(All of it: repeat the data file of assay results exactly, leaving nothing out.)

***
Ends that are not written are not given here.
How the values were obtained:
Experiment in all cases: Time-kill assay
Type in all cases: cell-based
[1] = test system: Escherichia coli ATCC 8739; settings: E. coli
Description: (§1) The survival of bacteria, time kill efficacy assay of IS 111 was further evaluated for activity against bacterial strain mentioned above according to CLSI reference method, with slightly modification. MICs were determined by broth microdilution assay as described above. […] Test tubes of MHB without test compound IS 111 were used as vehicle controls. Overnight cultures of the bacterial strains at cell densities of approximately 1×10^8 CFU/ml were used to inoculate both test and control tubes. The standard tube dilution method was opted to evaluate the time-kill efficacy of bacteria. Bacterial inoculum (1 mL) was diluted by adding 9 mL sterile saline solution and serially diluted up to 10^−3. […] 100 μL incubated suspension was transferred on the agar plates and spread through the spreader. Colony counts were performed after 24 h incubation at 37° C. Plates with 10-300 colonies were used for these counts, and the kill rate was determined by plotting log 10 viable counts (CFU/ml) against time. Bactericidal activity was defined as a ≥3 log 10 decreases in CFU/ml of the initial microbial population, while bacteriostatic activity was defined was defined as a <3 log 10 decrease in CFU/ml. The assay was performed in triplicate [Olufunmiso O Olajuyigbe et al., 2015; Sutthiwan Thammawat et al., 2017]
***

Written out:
Ends that are not written are not given here.
How the values were obtained:
Experiment in all cases: Time-kill assay
Type in all cases: cell-based
[1] = test system: Escherichia coli ATCC 8739; settings: E. coli
Description: (§1) The survival of bacteria, time kill efficacy assay of IS 111 was further evaluated for activity against bacterial strain mentioned above according to CLSI reference method, with slightly modification. MICs were determined by broth microdilution assay as described above. […] Test tubes of MHB without test compound IS 111 were used as vehicle controls. Overnight cultures of the bacterial strains at cell densities of approximately 1×10^8 CFU/ml were used to inoculate both test and control tubes. The standard tube dilution method was opted to evaluate the time-kill efficacy of bacteria. Bacterial inoculum (1 mL) was diluted by adding 9 mL sterile saline solution and serially diluted up to 10^−3. […] 100 μL incubated suspension was transferred on the agar plates and spread through the spreader. Colony counts were performed after 24 h incubation at 37° C. Plates with 10-300 colonies were used for these counts, and the kill rate was determined by plotting log 10 viable counts (CFU/ml) against time. Bactericidal activity was defined as a ≥3 log 10 decreases in CFU/ml of the initial microbial population, while bacteriostatic activity was defined was defined as a <3 log 10 decrease in CFU/ml. The assay was performed in triplicate [Olufunmiso O Olajuyigbe et al., 2015; Sutthiwan Thammawat et al., 2017]